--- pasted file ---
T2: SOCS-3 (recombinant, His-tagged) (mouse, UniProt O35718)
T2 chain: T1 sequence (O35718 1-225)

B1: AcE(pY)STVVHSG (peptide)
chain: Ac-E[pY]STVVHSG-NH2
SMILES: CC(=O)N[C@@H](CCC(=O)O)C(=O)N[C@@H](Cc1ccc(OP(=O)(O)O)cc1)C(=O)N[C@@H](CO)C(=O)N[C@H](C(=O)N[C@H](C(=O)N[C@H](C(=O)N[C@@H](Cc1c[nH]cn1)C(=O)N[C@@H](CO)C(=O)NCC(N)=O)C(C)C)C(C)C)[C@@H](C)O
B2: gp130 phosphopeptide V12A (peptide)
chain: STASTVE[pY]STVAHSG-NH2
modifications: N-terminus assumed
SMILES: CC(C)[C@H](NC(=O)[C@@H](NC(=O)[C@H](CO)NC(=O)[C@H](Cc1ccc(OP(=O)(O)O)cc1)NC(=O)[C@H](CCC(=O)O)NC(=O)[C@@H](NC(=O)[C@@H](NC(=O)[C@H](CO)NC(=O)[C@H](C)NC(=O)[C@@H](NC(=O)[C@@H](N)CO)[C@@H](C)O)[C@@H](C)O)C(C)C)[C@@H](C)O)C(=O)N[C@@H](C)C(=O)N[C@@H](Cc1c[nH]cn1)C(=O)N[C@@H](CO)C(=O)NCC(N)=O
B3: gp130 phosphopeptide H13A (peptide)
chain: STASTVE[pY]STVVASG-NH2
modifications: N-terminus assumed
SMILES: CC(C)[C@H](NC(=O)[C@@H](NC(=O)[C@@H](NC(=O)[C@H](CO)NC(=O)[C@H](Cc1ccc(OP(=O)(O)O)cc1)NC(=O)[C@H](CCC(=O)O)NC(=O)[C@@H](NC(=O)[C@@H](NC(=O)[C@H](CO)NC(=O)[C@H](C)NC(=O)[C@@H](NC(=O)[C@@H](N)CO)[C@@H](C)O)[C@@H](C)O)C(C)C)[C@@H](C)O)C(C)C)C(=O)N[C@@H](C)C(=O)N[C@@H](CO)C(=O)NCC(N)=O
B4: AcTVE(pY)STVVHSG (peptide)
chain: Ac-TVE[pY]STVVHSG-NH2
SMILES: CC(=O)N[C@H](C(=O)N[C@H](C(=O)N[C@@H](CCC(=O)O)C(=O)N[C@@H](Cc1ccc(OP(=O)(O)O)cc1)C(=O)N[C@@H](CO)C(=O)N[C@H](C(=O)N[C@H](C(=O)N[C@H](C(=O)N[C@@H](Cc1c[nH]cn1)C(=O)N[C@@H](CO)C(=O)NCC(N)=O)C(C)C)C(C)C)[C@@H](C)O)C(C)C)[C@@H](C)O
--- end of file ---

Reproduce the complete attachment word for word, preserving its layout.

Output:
T2: SOCS-3 (recombinant, His-tagged) (mouse, UniProt O35718)
T2 chain: T1 sequence (O35718 1-225)

B1: AcE(pY)STVVHSG (peptide)
chain: Ac-E[pY]STVVHSG-NH2
SMILES: CC(=O)N[C@@H](CCC(=O)O)C(=O)N[C@@H](Cc1ccc(OP(=O)(O)O)cc1)C(=O)N[C@@H](CO)C(=O)N[C@H](C(=O)N[C@H](C(=O)N[C@H](C(=O)N[C@@H](Cc1c[nH]cn1)C(=O)N[C@@H](CO)C(=O)NCC(N)=O)C(C)C)C(C)C)[C@@H](C)O
B2: gp130 phosphopeptide V12A (peptide)
chain: STASTVE[pY]STVAHSG-NH2
modifications: N-terminus assumed
SMILES: CC(C)[C@H](NC(=O)[C@@H](NC(=O)[C@H](CO)NC(=O)[C@H](Cc1ccc(OP(=O)(O)O)cc1)NC(=O)[C@H](CCC(=O)O)NC(=O)[C@@H](NC(=O)[C@@H](NC(=O)[C@H](CO)NC(=O)[C@H](C)NC(=O)[C@@H](NC(=O)[C@@H](N)CO)[C@@H](C)O)[C@@H](C)O)C(C)C)[C@@H](C)O)C(=O)N[C@@H](C)C(=O)N[C@@H](Cc1c[nH]cn1)C(=O)N[C@@H](CO)C(=O)NCC(N)=O
B3: gp130 phosphopeptide H13A (peptide)
chain: STASTVE[pY]STVVASG-NH2
modifications: N-terminus assumed
SMILES: CC(C)[C@H](NC(=O)[C@@H](NC(=O)[C@@H](NC(=O)[C@H](CO)NC(=O)[C@H](Cc1ccc(OP(=O)(O)O)cc1)NC(=O)[C@H](CCC(=O)O)NC(=O)[C@@H](NC(=O)[C@@H](NC(=O)[C@H](CO)NC(=O)[C@H](C)NC(=O)[C@@H](NC(=O)[C@@H](N)CO)[C@@H](C)O)[C@@H](C)O)C(C)C)[C@@H](C)O)C(C)C)C(=O)N[C@@H](C)C(=O)N[C@@H](CO)C(=O)NCC(N)=O
B4: AcTVE(pY)STVVHSG (peptide)
chain: Ac-TVE[pY]STVVHSG-NH2
SMILES: CC(=O)N[C@H](C(=O)N[C@H](C(=O)N[C@@H](CCC(=O)O)C(=O)N[C@@H](Cc1ccc(OP(=O)(O)O)cc1)C(=O)N[C@@H](CO)C(=O)N[C@H](C(=O)N[C@H](C(=O)N[C@H](C(=O)N[C@@H](Cc1c[nH]cn1)C(=O)N[C@@H](CO)C(=O)NCC(N)=O)C(C)C)C(C)C)[C@@H](C)O)C(C)C)[C@@H](C)O